Making an 8 bit OR gate with the 74HC541

Discussion in 'General Electronics Chat' started by m4ch1n314ngu4g3, Sep 3, 2013.

  1. m4ch1n314ngu4g3

    Thread Starter New Member

    Aug 20, 2013
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    I am currently nearing the completion of my 8-bit TTL computer and have incorporated the use of buffers in the 74HC541 for isolating signals in the control unit. For example, a single output enable can be receiving inputs from multiple chips, yet each chip also wants to enact another function yet doesn't want it to be enabled by the outputs of the other chips.

    Hence I attached the outputs of the devices connected to the output enable of this device to the inputs of the 74HC541 octal buffer and connected all the outputs together. Hence I believe this should act as an 8 input OR gate where the inputs are isolated and unaffected by each other's state. The 74HC541 has it's enabled pins set to a constant LOW meaning that it's buffers will always be enabled to output.

    But one thing I just wanted to clear up was the idea of how sourcing and sinking works. I know that with a transistor or a buffer, if you set the collect to logical low and connect the emitter to the cathode or an LED whose anode is connected to 3.3V, the LED will be able to light up since the output of the transistor/buffer acts like a ground or 0V terminal for the LED, allowing it to complete the circuit. And it is understood that this 3.3V signal will not be able to make it's way to the collector of the buffer since the buffer is acting like a diode.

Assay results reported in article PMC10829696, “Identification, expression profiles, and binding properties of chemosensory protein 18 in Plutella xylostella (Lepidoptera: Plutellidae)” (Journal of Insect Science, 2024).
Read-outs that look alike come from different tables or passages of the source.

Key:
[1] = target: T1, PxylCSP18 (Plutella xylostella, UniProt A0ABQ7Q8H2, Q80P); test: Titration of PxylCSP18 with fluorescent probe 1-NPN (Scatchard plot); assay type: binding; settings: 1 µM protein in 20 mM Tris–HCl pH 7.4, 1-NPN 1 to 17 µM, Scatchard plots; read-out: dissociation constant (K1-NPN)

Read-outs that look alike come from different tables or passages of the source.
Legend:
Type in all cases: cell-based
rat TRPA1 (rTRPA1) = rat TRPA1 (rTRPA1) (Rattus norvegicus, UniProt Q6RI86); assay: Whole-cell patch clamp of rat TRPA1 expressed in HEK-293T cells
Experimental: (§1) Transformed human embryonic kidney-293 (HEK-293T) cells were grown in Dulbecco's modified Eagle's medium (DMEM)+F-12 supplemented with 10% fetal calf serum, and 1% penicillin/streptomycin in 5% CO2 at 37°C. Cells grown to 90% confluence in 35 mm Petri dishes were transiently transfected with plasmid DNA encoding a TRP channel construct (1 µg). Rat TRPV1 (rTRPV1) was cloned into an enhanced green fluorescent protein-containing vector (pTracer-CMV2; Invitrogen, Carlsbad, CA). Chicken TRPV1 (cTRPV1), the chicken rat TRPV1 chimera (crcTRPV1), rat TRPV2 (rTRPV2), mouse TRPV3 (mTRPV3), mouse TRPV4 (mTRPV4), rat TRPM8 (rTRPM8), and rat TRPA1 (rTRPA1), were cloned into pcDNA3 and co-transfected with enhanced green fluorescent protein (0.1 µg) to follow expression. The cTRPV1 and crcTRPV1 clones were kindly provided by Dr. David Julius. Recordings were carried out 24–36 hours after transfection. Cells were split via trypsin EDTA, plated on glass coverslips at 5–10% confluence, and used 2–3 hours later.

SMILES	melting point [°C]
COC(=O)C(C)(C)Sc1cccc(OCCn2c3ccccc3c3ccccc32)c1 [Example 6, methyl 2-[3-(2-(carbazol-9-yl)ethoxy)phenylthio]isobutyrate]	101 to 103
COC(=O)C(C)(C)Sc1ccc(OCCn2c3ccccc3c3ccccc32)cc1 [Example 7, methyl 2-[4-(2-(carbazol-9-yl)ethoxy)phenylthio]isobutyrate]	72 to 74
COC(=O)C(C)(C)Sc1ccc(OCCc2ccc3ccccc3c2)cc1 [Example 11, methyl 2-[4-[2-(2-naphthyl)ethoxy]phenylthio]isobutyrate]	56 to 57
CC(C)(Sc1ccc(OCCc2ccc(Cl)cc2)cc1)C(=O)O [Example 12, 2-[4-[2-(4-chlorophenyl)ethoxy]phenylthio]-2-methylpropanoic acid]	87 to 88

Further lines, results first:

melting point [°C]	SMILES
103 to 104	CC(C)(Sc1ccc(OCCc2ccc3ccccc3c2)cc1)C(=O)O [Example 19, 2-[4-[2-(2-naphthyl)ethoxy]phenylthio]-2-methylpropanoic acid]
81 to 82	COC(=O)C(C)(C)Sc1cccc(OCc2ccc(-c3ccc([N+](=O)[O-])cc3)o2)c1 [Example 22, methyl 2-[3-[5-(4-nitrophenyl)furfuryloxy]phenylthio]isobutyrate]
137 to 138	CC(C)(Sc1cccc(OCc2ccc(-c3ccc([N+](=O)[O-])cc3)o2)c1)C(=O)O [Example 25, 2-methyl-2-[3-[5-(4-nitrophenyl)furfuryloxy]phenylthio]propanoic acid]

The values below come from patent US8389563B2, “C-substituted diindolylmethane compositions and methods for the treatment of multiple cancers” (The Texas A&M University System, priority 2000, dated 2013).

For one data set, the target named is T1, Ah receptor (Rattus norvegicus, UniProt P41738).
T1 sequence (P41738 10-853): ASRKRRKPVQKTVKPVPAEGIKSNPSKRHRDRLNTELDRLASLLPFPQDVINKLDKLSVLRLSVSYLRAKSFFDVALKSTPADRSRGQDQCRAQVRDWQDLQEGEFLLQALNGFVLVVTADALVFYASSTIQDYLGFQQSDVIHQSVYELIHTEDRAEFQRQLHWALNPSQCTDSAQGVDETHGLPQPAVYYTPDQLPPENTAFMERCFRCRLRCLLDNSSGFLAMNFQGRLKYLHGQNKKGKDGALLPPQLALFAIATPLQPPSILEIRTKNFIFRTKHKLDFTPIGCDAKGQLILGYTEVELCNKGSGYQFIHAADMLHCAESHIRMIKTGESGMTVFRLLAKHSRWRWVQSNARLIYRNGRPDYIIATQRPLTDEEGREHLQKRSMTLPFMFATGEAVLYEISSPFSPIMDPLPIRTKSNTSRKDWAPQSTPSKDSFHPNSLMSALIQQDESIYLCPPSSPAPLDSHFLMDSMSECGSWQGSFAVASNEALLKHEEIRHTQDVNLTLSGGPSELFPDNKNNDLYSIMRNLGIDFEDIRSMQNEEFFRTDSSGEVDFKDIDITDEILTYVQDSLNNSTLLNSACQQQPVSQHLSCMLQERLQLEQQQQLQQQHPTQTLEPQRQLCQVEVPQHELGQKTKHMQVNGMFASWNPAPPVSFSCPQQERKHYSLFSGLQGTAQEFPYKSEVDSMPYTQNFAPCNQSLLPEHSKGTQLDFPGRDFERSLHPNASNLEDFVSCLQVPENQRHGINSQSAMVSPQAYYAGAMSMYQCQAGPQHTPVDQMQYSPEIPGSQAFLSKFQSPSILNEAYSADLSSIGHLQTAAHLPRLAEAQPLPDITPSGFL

But if I have a group of buffers whose inputs are set to logical low and their outputs connected together, if one of the inputs were set to logical high, which signal would be pulling the other. In general, would the buffer with the 5V input pull up the outputs of all the other buffers whose output is logical low, and one what condition would one buffer outputting logical low pull down the outputs of all the other buffers if they were at logical high?

    So that's that and thank you for your help.
     
  2. joeyd999

    AAC Fanatic!

    Jun 6, 2011
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    Big no no.

    You cannot tie the outputs together. They will essentially short each other will possible damaging effects.

    You can do this with open-collector (pull-down) outputs, but not totem pole (push/pull) outputs.
     
  3. m4ch1n314ngu4g3

    Thread Starter New Member

    Aug 20, 2013
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    Yeah, that's what I feared. But it worked with my other circuit except that it was a bunch of tri-state buffers with their outputs connected together; yet only one of them was enabled at any time. So what chip would I use that is similar to the 74HC541 that provides the open-collector outputs?

    Thanks
     
  4. WBahn

    Moderator

    Mar 31, 2012
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    If you want a signal that is HI whenever any of eight input signals is HI, then use an OR gate. Push comes to shove, you can build it up out of two quad OR gates (74HC32), though you would have three levels of gate delay.
     
  5. m4ch1n314ngu4g3

    Thread Starter New Member

    Aug 20, 2013
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    Yeah, that was what I was thinking, but I felt that the buffers would be faster and easier to expand into a larger gate. I was going to do something similar to a normal transistor OR gate using the 74HC126 tri-state buffers as my transistors which would be faster with one gate delay but taking up more space on the board.

    Anyways, thanks.
     
  6. BillB3857

    Senior Member

    Feb 28, 2009
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    What's wrong with 8 diodes and one resistor?
     
  7. m4ch1n314ngu4g3

    Thread Starter New Member

    Aug 20, 2013
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    Well, I know that I could use diodes, but I don't have any diodes at the moment but anyways I've got a whole bunch of 74HC126s from a project where I didn't get to use them. Plus there's the whole idea of a fully CMOS or TTL computer. Oh well.
     
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